So one of the cool features that Inventor allows you to do is to test-fit your parts into assemblies before you get the chance to well, piece them together for realsies.
So, I did just that with the Besta PC Components I have so far just to showcase how awesome this door is going to look once done… Man, is it ever nice.
So now that we know they fit together nicely, it’s time for a shoutout. I met Nick from a little company based in Morley called PCI Laser Cutting, who took the time to cut these pieces out from plywood for us. A quick trip to Mum’s house, and we’re off to the races when it comes to assembly!
The layers were held together with Irwin Vise Grip clamps, and centred using some good ol’ green wall plugs. Gorilla Glue is used to hold the layers together. We then inserted 6x18mm nut inserts into the four corner holes to secure the door panels together. There’s a slight amount of splitting in the wood that happens when this occurs, but I worked out that you need to use a screwdriver instead of the ratchet that I was originally using. Turns out you need to apply a little pressure to the nutserts to get the threads to bite. Putting clamps on the corners also helped to stop any lifting of the corner layers.
So… How does she look when it’s installed? Well this is only a Revision 1 prototype, and I’ve already identified a key flaw…
Don’t panic! It’s just the front panel. The frame itself is nice and sturdy, it’s just that the front face piece isn’t as sturdy, since it’s literally only three layers of veneered wood stacked together. As such it does bow a little in the center. The solution to this is to make this piece thicker and make the midframes thinner. The feasibility of this will be assessed when we finally get around to bolting Radiators to this. The Revision 2 version may even come with a steel backplate thanks to Nick providing me with a supplier who can do short laser cut steel runs. As for getting this particular one going? I might get another face cut with an acrylic front as opposed to the wood front.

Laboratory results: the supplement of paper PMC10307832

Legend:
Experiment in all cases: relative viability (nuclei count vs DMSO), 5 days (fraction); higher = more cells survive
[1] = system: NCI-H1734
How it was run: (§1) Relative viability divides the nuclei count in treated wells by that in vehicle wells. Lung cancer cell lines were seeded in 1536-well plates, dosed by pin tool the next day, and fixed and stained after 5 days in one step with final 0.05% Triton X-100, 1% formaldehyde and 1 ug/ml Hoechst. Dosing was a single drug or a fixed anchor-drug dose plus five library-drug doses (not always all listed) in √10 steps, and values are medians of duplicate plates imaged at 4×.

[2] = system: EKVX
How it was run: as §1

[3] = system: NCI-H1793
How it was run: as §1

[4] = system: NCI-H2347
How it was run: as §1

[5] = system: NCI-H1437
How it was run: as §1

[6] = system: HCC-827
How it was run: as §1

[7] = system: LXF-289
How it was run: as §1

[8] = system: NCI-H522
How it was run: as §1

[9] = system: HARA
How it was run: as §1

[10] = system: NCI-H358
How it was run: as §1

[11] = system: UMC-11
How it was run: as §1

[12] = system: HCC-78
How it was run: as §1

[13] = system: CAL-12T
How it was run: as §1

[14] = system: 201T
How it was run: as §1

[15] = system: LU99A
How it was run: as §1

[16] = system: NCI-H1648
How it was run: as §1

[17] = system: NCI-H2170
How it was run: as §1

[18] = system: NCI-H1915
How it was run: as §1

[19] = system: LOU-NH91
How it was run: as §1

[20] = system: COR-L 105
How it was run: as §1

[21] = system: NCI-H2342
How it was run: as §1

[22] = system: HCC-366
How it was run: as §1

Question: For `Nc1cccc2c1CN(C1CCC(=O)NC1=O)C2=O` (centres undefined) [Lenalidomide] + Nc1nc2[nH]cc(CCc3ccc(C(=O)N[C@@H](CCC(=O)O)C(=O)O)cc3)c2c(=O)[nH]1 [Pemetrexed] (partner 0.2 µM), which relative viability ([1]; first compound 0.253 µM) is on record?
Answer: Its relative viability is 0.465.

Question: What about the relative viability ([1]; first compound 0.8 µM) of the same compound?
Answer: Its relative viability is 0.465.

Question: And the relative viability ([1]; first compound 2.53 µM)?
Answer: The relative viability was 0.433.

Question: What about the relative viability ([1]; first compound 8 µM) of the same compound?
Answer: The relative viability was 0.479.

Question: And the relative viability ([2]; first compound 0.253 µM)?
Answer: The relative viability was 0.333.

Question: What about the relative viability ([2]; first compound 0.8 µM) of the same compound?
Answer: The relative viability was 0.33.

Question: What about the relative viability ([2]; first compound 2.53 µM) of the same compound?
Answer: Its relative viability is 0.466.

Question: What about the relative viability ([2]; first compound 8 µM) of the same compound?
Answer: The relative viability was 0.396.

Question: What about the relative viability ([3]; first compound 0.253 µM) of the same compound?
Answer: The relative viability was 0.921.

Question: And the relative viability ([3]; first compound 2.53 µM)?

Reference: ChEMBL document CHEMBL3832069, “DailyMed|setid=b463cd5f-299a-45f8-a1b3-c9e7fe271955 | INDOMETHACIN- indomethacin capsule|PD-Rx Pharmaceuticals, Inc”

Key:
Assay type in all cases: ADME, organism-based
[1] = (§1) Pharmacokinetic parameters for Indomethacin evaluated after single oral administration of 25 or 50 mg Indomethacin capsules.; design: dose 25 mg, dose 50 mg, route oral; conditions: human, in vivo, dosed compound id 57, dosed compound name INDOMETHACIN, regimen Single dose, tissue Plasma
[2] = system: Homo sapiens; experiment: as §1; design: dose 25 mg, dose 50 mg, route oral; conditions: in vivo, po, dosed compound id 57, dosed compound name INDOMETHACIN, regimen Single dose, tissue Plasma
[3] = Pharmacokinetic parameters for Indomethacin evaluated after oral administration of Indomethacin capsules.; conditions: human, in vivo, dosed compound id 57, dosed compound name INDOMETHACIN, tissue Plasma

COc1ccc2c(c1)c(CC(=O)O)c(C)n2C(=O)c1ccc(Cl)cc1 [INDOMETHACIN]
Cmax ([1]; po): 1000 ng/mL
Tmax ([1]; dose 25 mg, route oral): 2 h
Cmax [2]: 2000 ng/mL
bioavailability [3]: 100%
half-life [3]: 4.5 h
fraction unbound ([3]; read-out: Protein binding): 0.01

All in all though, I’m incredibly happy with how the cutting turned out. The poplar looks great and as it’s a softer wood it cuts with minimal burning.
As for testing the mounting of the motherboard, I used a dead X570 board that has a dead memory slot and a dead BIOS to check the clearance of the posts for the shelf. As you can see, it fits in absolutely perfectly with M3 standoffs. These are actually bolts from a Tamiya DN01 kit (off the top of my head they’re M3x15mm) threaded into 10mm M3 standoffs sourced off an eBay seller. Then additional M3 screws are bolted through the motherboard to the standoffs to secure it in place.
So, what’s next is to replace the existing wooden face plate with an acrylic one, and to then set about printing and installing the PCI and PSU support brackets.